The soils of the vineyard are alluvial loams that were formed by the Huangarua River over 20,000 years ago. With very deep alluvial gravels now layered over the loams this composition ensures exceptional drainage, one of the key prerequisites for nurturing and producing premium quality, healthy grape vines. The climate is cool with summer days rarely exceeding 30 degrees centigrade. This allows the grapes to ripen slowly and to develop pure, powerful fruit characters with finely textured tannins. The rainfall is the lowest in the North Island with very stable weather patterns during the all important harvest period
One of New Zealand's most famous winemakers, Larry McKenna is the man behind Escarpment. Larry's name goes hand in hand with the best quality Pinot Noir from New Zealand.
Nature FriendlyWe have 'The Escarpment' which is a 30m drop, so steep you can only just walk up it, and about 1km long. It is currently planted to pine trees with the aim of converting it slowly back to native plants indigenous to the area. We wish to create a haven for native birds.
We cover all grapes with bird exclusion nets during the ripening season so there is no need for bird scarring or other deterrents.
Organic / Biodynamic
Escarpment is accredited with Sustainable Winegrowing
New Zealand, an industry initiative directed through
New Zealand Winegrowers. With a growing trade and
consumer demand for environmentally friendly products,
it provides an important platform to promote the NZ
wine industry as a world leader in clean, green wine
Sustainable Winegrowing New Zealand provides a framework
to improve all aspects of performance - environmental,
social and economic sustainability. In the vineyard it addresses the use of agrichemicals, soil health, water availability and quality, and biodiversity. In the winery it addresses resource management, waste management and process management issues. The programme also promotes the well-being of staff, neighbours and the community.
The Sustainable Winegrowing NZ logo endorses wines produced from 100% accredited vineyard grapes, verifying
our commitment to environmentally responsible production.
We have 3ha of close planted vineyard which has been farmed as biodynamic for the last 12 months. From this learning we will slowly introduce the understanding to the whole vineyard. Our aim is to be biodynamic by 2012.escarpment.co.nz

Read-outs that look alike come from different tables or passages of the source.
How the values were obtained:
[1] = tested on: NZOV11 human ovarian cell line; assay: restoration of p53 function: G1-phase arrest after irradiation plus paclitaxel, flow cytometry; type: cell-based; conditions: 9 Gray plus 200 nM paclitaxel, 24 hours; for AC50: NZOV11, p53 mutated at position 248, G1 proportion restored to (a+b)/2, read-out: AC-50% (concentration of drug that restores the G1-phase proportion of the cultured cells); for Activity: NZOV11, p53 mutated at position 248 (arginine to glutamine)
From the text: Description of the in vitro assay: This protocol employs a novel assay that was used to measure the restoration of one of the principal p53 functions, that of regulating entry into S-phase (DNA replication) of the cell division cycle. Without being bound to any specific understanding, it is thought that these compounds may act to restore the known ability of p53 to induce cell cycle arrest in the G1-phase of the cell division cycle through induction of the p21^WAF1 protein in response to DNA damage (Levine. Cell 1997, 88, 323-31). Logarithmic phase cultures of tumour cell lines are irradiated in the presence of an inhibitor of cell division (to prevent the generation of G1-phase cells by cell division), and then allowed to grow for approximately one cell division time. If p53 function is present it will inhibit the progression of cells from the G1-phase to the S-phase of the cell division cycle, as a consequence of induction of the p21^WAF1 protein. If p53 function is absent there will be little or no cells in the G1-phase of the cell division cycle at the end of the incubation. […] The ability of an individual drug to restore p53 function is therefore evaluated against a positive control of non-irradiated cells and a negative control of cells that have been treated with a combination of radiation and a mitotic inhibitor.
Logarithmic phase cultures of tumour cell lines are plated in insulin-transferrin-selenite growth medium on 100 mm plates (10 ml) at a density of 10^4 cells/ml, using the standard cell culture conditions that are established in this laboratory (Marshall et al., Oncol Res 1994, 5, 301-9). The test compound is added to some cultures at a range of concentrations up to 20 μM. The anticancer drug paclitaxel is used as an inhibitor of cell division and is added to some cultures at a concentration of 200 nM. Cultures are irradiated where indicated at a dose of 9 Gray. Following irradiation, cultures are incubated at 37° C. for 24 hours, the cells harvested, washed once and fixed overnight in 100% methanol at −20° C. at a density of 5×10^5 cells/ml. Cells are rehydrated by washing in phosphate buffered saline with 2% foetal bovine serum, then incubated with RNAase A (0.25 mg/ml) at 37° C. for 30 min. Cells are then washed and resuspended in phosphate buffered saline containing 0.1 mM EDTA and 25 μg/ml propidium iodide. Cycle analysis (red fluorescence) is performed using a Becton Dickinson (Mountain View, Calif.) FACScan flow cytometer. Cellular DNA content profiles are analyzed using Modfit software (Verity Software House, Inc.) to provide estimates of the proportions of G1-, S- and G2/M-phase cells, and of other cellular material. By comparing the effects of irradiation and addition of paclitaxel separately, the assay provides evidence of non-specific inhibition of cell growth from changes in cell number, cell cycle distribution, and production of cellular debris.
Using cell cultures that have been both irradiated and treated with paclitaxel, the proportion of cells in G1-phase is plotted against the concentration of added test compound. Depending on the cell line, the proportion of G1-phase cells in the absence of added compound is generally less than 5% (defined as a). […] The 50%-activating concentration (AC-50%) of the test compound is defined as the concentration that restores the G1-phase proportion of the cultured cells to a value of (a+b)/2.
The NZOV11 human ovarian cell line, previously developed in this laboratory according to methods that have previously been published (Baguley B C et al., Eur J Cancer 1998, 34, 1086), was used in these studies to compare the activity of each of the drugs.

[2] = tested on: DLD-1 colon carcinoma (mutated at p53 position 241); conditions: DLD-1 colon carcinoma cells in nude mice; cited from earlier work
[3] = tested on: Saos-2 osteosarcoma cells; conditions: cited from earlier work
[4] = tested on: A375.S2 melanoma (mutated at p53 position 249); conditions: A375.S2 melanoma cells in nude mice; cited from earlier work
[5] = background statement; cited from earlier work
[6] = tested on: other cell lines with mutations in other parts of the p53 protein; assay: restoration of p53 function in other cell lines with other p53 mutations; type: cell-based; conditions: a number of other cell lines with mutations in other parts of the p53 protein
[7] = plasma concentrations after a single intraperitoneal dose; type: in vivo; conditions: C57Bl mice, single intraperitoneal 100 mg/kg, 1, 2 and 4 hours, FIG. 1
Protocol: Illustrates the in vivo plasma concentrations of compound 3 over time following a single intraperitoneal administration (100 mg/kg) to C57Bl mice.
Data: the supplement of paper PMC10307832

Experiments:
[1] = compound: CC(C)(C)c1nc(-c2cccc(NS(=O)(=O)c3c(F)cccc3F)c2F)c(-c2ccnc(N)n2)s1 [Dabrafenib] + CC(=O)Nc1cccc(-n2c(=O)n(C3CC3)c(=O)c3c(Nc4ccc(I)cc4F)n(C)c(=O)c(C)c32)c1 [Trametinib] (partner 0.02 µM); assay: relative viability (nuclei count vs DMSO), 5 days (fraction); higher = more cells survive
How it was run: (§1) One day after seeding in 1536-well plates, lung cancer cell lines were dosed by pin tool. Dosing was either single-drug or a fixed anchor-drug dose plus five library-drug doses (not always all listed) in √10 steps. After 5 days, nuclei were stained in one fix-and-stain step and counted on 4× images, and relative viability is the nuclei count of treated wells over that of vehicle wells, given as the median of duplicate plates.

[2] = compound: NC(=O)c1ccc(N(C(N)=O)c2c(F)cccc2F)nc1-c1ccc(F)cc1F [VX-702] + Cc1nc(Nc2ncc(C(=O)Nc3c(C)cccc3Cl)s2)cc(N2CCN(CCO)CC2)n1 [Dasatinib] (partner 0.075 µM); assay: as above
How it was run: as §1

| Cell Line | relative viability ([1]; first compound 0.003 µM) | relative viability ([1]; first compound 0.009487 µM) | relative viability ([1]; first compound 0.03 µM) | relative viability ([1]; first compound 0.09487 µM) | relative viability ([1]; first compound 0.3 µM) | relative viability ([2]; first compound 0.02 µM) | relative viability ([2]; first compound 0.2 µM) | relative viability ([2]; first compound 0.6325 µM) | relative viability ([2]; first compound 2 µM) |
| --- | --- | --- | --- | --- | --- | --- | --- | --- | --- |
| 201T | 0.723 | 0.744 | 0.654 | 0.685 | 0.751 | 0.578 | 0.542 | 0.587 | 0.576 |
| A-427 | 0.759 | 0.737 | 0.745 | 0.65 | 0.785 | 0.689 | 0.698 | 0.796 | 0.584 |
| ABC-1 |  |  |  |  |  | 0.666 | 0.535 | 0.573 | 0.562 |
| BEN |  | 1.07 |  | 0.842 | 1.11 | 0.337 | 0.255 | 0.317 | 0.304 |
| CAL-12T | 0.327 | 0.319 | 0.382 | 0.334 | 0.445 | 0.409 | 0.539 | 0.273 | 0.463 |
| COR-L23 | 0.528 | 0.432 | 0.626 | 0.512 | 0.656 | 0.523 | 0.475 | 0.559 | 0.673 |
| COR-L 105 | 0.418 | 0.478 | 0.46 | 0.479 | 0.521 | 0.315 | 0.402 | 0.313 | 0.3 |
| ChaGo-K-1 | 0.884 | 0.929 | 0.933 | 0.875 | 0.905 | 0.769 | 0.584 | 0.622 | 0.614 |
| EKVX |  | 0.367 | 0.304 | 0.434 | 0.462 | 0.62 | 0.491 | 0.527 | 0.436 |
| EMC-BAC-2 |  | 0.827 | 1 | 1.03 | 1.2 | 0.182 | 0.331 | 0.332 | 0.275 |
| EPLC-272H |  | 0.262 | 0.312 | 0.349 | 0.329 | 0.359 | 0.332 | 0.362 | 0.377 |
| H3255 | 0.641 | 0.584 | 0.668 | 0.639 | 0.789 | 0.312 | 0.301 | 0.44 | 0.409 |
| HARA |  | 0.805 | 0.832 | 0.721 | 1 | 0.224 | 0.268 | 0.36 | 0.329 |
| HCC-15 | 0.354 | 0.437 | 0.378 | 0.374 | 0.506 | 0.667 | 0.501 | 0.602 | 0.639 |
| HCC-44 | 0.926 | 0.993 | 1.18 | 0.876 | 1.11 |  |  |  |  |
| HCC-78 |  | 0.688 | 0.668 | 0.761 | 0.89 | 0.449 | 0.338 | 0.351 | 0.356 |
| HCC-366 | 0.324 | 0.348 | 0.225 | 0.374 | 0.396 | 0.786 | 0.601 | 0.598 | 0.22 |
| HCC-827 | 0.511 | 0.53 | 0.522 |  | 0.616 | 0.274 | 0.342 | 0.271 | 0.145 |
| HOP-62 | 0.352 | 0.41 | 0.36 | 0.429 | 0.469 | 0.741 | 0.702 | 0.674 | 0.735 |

As far as sprays are concerned we do not use insecticides or mitacides. Our fungicide programme complies with biodynamic principals with only the use of roundup as a herbicide excluding us from being biodynamic. We are experimenting with organic herbicides to eliminate roundup as well. When this has been achieved we should be ready for transitional biogrow status.
Water Conservation policies
All winery waste water is irrigated back onto the trees on the Escarpment including human effluent.
We irrigate our vines.
We have a very sophisticated water monitoring system which accurately measures the amount of soil moisture available to the plants so we do not use more water than necessary.
All our water supply is from our own bore or collected from the winery building. The winery operates on collected rain water and our irrigation from our own bore.
Recycling of dry goods
Our carton inners are recycled material (egg carton type cardboard). Other wise we use only locally made glass of lightweight construction, no screw caps!!!!, and recyclable tin capsules. All waste such as packaging, empty bottles cardboard etc is recycled through the local recycling depot.
Actions to neutralise carbon footprint
We only use locally produced light weight bottles. All inputs are NZ supplied where ever possible. No high volume outer packaging such as wood, plastic or metal.
We are planning a new winery building for 2010 which will include the latest energy saving ideas such as solar heating, insulation, recycling of heat from the refrigeration plant, passive heating and gravity feed wine so pumping is minimal. This building will be on top of an existing underground cellar which does not need artificial cooling or humidifying and allowing gravity to move wine between the 2 rooms.
We do not encourage or warm up the barrel room for malolactic fermentation preferring to wait until the barrel room warms up in spring.
We employ Kiribati islanders as part of our contact labour force. These people will eventually have to move from their homes (only 2m above sea level) and currently rely on aid from NZ and Australia.